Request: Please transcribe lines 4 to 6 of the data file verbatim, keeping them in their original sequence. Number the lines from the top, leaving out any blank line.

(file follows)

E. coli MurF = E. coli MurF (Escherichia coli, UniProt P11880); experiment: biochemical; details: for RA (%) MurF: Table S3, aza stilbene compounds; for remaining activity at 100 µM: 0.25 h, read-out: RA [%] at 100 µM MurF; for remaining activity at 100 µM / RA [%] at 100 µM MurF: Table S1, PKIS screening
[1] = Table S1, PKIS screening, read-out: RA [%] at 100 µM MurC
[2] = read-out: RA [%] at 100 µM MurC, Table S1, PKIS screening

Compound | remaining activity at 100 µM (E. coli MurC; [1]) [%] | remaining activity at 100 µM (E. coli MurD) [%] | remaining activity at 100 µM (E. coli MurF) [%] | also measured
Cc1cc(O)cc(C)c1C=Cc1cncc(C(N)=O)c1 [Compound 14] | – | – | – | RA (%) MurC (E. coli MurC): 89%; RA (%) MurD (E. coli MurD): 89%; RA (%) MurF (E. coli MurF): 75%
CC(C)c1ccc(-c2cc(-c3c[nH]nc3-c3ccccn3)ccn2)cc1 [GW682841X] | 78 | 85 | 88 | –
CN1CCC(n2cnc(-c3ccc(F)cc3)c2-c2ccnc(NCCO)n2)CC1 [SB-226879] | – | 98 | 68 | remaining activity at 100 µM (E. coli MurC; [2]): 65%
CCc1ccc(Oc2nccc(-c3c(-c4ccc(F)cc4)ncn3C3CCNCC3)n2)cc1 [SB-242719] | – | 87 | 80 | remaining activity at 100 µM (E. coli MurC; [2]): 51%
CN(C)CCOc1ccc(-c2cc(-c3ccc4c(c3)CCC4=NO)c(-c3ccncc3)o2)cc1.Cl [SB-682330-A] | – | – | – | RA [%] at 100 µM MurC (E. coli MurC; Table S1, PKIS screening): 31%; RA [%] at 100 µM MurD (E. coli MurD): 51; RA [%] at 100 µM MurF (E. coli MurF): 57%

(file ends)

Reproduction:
Compound | remaining activity at 100 µM (E. coli MurC; [1]) [%] | remaining activity at 100 µM (E. coli MurD) [%] | remaining activity at 100 µM (E. coli MurF) [%] | also measured
Cc1cc(O)cc(C)c1C=Cc1cncc(C(N)=O)c1 [Compound 14] | – | – | – | RA (%) MurC (E. coli MurC): 89%; RA (%) MurD (E. coli MurD): 89%; RA (%) MurF (E. coli MurF): 75%
CC(C)c1ccc(-c2cc(-c3c[nH]nc3-c3ccccn3)ccn2)cc1 [GW682841X] | 78 | 85 | 88 | –